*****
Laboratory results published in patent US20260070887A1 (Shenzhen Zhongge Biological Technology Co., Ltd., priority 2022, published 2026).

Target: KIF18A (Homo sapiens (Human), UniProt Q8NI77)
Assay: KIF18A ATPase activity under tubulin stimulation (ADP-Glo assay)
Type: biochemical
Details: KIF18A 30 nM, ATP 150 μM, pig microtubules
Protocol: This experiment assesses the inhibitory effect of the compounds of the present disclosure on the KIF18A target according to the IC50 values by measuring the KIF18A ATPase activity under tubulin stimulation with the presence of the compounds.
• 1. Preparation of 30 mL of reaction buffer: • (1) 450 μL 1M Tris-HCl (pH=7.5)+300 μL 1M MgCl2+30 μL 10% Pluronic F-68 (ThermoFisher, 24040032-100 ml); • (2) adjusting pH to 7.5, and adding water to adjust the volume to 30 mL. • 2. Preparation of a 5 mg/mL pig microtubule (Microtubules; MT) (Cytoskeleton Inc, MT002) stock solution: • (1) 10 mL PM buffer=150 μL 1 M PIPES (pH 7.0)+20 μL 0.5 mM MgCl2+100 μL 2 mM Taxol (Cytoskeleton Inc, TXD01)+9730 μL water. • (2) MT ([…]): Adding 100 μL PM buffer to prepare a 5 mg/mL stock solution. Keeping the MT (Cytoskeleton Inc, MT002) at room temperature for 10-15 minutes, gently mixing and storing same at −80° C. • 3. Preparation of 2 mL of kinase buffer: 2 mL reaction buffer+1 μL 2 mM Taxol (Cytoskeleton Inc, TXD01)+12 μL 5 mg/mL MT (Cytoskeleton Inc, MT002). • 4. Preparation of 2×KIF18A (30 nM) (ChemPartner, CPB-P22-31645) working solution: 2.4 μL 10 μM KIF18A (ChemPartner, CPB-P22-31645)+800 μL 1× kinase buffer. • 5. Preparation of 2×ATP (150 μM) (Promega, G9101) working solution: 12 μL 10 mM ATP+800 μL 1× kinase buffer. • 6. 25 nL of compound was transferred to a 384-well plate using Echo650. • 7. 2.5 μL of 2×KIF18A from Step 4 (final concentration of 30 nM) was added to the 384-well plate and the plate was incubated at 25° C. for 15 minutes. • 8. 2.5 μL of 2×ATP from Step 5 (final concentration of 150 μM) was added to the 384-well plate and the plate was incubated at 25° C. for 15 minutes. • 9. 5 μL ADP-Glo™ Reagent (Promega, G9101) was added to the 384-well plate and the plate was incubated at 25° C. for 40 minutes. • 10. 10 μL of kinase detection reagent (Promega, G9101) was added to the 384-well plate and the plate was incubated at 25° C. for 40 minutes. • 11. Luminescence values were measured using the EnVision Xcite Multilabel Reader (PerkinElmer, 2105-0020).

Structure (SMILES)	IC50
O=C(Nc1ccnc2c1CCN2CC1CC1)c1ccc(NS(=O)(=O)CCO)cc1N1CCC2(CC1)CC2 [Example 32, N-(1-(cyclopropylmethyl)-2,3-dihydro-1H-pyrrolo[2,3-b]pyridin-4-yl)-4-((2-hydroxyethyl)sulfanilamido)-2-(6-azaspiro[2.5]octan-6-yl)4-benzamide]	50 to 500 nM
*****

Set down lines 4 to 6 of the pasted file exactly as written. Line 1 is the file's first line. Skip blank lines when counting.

Type: biochemical
Details: KIF18A 30 nM, ATP 150 μM, pig microtubules
Protocol: This experiment assesses the inhibitory effect of the compounds of the present disclosure on the KIF18A target according to the IC50 values by measuring the KIF18A ATPase activity under tubulin stimulation with the presence of the compounds.